Issues in Inventorship

  • April 27, 2022

Inventorship has a strict legal definition under U.S. Patent Law. The law stipulates that only those who have made contributions to the conception of an invention are inventors. This notion of conception is the touchstone of inventorship.

What is an invention?

An invention is any new and useful process (way of doing or making things), machine, manufacture, design, or composition of matter, or any new and useful improvement thereof, or any variety of plant, which is or may be patentable under the patent laws of the United States. It is important to remember that one must first identify the “invention” in order to be able to identify the “inventors.

Who is considered an inventor?

An inventor is defined as someone who has substantially contributed to the conception of an invention, or the mental part of invention. Conception of an invention requires two steps: it must exist, and it must be complete. Persons involved in both steps are inventors. Note that conception may exist and be complete even though experimentation continues, for example when a concept is proven yet modifications are still being made, e.g. for optimization.

I helped design the prototype of an invention. Am I an inventor?

Under U.S. patent law, someone doing routine experimentation or making passive contribution, such as maintaining lab notebooks or confirming data, is generally not considered an inventor. Complications often arise when defining the combined efforts of a team to reduce an invention to practice. There is a distinct difference between contributing to the actual conception of an invention, and merely acting under the supervision or at the direction of another.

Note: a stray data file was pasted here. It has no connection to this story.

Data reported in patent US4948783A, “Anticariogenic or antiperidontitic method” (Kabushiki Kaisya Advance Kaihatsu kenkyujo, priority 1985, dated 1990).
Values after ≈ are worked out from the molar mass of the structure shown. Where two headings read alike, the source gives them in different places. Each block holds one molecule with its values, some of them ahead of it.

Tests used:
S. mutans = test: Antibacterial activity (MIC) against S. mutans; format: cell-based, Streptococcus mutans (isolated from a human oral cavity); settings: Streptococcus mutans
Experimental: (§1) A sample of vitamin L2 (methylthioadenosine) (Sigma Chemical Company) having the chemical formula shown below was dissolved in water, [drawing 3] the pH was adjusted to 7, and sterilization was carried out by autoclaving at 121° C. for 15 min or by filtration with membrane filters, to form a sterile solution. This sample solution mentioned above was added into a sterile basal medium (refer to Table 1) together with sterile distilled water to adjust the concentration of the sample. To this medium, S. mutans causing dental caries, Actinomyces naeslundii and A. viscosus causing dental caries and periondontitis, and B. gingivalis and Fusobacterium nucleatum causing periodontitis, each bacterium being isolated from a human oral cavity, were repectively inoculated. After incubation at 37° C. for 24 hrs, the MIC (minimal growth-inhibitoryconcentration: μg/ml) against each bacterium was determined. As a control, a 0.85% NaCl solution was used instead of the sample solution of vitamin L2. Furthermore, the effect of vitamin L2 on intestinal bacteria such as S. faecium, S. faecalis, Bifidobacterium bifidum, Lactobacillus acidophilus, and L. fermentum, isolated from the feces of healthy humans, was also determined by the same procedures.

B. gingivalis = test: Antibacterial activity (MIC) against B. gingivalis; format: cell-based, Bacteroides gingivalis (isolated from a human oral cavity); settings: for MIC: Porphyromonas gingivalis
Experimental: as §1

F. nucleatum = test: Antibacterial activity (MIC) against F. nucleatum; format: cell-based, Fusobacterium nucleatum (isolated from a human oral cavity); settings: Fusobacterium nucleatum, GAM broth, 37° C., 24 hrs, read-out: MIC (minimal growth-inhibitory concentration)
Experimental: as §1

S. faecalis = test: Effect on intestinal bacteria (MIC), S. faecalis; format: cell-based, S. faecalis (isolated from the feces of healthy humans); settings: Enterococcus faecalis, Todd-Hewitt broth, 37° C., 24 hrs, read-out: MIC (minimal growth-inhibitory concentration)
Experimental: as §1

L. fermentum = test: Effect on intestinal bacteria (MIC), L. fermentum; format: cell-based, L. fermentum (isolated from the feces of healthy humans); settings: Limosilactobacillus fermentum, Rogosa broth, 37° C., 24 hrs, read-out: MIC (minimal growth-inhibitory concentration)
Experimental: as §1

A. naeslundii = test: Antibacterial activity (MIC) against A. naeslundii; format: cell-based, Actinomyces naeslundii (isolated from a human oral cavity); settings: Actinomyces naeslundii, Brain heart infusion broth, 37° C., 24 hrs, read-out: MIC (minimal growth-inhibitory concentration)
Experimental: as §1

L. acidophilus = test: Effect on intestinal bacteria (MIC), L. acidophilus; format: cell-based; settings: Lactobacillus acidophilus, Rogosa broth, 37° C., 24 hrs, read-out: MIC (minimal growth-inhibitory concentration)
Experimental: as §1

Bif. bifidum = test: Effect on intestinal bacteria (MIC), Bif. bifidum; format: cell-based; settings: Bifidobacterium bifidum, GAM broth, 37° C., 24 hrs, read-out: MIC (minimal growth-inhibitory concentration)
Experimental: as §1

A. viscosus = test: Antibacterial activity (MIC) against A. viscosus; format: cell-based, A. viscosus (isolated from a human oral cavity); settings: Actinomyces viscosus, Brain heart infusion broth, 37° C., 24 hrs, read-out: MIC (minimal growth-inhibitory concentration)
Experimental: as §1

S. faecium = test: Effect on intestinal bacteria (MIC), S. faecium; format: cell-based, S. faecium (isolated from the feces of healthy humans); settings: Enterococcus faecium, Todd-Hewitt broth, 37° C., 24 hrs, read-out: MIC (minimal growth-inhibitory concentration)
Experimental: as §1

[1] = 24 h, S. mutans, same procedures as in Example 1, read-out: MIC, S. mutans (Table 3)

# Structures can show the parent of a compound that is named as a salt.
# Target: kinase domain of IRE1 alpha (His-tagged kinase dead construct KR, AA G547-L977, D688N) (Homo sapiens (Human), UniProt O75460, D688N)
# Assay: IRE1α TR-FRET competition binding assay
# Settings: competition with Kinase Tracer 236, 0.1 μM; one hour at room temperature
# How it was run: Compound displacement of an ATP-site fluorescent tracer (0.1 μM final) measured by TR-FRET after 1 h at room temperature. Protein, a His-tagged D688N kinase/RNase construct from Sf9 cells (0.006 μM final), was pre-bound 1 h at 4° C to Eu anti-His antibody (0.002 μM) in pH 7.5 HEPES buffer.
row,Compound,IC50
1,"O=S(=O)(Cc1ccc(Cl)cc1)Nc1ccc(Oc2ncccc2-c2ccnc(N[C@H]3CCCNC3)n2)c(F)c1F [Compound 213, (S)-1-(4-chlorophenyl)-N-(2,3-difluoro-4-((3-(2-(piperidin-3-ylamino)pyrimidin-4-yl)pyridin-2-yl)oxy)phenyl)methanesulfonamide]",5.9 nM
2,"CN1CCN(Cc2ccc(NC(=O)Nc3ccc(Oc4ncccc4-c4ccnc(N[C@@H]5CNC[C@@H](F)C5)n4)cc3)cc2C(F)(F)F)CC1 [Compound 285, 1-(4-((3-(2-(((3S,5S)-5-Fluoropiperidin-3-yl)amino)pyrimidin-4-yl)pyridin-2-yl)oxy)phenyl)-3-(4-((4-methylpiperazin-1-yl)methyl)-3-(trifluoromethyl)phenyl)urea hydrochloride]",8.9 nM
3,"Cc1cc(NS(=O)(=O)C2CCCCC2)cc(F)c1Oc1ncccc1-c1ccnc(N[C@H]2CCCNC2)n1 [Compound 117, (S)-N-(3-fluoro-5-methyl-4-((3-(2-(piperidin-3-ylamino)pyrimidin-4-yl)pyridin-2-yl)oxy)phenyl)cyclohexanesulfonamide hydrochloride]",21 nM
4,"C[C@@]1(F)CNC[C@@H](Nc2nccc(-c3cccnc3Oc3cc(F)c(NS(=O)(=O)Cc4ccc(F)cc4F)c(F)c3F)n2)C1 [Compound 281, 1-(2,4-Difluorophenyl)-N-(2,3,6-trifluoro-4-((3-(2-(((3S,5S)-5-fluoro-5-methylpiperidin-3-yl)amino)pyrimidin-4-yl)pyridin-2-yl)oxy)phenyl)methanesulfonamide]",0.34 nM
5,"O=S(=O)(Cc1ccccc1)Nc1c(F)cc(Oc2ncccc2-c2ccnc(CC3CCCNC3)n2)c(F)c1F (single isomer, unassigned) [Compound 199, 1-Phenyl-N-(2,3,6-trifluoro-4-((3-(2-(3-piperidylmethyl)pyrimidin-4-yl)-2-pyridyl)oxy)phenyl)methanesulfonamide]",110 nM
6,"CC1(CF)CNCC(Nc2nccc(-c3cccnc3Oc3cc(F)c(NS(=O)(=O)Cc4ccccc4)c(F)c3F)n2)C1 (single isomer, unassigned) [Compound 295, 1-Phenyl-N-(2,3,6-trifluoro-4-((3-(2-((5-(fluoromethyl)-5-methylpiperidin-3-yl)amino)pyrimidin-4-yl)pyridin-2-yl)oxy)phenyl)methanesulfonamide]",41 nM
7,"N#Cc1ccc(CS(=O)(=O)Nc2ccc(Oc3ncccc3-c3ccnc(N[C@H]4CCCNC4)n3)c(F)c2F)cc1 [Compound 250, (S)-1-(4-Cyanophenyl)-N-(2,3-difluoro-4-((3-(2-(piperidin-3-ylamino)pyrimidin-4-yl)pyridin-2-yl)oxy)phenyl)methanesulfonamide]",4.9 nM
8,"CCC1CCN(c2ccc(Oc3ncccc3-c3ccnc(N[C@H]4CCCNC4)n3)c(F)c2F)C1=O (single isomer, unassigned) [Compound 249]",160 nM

What is reduction to practice?

After conception, an invention is deemed to have occurred when the inventor(s) have reduced it to practice. Reduction to practice occurs in one of two ways: actual or constructive reduction to practice.

  1. Actual – sufficiently developing and testing the invention to show that it will work for its intended purpose.
  2. Constructive – filing of a patent application describing and claiming the invention sufficiently to teach one of skill in the art of how to practice the invention.

It should be noted that participation in the reduction to practice the invention, without more, does not make an individual an inventor. On the other hand, if a technician conceives of a breakthrough solution during the reduction to practice, and if the breakthrough becomes part of the invention as reflected in the claims, then the technician is a properly named inventor. In other words, someone participating in the reduction to practice must also contribute to the final, complete conception to be an inventor.

Can an invention have more than one inventor?

Yes. Joint Inventorship occurs where more than one inventor contributes to the conception of at least one of the claims in the patent. However, each coinventor does not have to contribute to the conception of every claim, nor do they have to work in the same physical place or at the same time.

Can the named inventors change during the patent process?

Inventorship can be changed in a provisional application at any time during its pendency, or even after expiration. The same process is followed to add or remove an inventor, to update the name of an existing inventor, or to change the order of the named inventors. A provisional patent application should identify all persons who may reasonably be named as inventors, even if their contribution may later be excluded in prosecution.